Drugs and Aging - Aging And The Brain: Drug Effects
Aging and the brain: drug effects
The brain has millions of brain cells called neurons (i.e., its working units). Neurons operate using various substances called neurotransmitters, examples of which include acetylcholine and dopamine. For proper brain function there needs to be a balance of these neurotransmitters. Imbalances in or marginal deficits in certain neurotransmitters can lead to symptoms or disorders that could have serious consequences.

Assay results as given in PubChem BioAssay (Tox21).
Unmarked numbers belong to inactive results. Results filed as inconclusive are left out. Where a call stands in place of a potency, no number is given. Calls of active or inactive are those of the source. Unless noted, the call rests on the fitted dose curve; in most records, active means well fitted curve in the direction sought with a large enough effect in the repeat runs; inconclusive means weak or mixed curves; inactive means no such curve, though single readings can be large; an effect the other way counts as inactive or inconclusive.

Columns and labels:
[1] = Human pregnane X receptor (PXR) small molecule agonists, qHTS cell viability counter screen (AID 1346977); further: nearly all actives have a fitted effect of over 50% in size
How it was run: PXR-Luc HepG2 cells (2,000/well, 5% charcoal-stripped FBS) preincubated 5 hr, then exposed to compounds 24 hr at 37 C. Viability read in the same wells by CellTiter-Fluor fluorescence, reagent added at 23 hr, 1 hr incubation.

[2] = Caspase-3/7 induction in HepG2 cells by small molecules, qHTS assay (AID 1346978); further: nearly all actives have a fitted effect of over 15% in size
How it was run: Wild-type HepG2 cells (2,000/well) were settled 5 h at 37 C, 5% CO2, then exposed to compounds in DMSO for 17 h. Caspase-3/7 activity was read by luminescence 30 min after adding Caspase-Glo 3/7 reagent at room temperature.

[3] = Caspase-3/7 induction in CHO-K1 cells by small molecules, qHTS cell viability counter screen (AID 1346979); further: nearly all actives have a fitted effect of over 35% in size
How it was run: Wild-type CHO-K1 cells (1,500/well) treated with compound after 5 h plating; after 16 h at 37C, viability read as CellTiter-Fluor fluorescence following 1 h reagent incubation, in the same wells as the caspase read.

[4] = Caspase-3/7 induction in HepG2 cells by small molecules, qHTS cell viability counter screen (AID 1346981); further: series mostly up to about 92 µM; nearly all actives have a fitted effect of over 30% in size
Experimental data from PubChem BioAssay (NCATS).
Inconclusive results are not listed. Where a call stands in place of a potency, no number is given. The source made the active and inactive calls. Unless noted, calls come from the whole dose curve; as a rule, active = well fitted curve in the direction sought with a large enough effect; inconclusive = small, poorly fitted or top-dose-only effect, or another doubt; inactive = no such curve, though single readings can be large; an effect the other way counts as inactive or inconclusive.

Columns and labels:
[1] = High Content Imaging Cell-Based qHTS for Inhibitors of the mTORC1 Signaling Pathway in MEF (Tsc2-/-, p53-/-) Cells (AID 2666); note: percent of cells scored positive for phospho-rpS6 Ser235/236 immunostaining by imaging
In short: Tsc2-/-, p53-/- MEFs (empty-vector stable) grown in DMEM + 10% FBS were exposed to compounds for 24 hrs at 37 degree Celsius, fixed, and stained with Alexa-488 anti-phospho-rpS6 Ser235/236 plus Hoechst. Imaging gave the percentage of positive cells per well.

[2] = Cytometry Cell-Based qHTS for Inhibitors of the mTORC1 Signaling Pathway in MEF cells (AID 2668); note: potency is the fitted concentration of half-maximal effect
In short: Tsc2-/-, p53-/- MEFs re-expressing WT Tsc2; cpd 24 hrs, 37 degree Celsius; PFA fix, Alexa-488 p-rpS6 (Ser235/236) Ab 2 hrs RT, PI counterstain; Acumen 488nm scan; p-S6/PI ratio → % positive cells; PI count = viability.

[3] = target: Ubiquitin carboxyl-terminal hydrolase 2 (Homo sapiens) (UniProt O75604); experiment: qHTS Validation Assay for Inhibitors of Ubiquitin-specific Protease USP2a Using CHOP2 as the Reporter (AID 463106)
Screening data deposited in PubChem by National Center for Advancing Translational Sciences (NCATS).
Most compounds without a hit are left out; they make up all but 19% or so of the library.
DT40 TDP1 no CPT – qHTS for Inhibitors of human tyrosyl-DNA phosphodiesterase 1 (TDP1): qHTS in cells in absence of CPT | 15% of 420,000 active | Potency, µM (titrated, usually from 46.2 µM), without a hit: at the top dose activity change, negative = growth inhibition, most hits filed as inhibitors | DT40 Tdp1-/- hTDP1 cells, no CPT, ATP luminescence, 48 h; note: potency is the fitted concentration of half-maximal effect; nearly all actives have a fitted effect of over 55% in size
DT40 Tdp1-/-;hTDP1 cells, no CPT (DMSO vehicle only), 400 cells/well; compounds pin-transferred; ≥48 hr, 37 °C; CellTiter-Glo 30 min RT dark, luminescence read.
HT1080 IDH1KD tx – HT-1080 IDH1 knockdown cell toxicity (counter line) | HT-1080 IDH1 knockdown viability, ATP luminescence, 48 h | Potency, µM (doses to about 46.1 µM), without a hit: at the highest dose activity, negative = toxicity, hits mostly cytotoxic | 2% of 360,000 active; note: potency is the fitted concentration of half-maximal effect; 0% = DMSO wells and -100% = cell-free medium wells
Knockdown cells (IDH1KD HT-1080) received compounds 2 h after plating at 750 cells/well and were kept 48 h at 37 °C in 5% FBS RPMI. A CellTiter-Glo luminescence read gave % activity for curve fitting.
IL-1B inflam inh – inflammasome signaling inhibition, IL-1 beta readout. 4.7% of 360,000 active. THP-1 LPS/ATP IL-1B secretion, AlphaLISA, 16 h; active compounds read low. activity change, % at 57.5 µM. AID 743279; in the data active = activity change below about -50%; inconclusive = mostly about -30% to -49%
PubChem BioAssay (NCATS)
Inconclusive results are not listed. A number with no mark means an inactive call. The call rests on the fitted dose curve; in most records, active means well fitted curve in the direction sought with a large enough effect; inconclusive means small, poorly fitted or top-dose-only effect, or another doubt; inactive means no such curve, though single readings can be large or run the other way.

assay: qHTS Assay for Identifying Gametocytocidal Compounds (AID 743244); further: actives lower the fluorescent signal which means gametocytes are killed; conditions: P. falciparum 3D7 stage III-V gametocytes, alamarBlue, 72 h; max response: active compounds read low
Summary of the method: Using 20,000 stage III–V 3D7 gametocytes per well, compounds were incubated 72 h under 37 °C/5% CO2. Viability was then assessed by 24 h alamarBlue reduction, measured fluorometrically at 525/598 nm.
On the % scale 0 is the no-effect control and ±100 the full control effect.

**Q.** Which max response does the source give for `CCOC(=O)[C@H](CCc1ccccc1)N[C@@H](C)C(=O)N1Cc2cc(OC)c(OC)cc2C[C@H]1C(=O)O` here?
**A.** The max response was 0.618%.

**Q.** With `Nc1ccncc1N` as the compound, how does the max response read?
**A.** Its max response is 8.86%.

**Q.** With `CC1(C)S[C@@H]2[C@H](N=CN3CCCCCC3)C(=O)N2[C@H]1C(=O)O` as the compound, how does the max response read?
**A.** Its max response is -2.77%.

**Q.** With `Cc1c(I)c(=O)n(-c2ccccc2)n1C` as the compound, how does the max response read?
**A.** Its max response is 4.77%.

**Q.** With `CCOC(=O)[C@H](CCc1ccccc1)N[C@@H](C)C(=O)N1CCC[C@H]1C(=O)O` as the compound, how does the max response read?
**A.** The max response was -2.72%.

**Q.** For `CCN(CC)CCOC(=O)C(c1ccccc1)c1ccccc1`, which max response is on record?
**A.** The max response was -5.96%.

In older people, two major changes in neurotransmitters are of importance. There is a decrease in the number of cholinergic and dopaminergic neurons, which leads to a relative state of deficiency of acetylcholine and dopamine (Drachman). This reduces the reserve capacity of the brain and makes the balance between neurotransmitters more delicate. The end result is that medication-related problems are more common, and of serious consequence in seniors. Commonly used medications that can be problematic include antipsychotics (e.g., haloperidol), benzodiazepines (e.g., diazepam), and medications with anticholinergic properties (e.g., diphenhydramine or Benadryl). For example, the incidence of drug-induced Parkinsonism (a condition that mimics Parkinson's disease) is much higher in seniors. This condition can cause significant problems due to problems in moving, walking, performing every day tasks with their hands, and can lead to falls, which can have disastrous consequences. Seniors who take benzodiazepine drugs are also at risk for drug-induced cognitive impairment. This means that they may suffer from memory loss, decreased ability to think, and present with other characteristics that may mimic Alzheimer's disease. Lastly, medications with anticholinergic effects such as diphenhydramine (Benadryl, Tylenol PM), dimenhydrinate (Dramanine), and other commonly used medications present a particular problem in older people. In older people they should be avoided, as they are a common cause of cognitive impairment and delirium.
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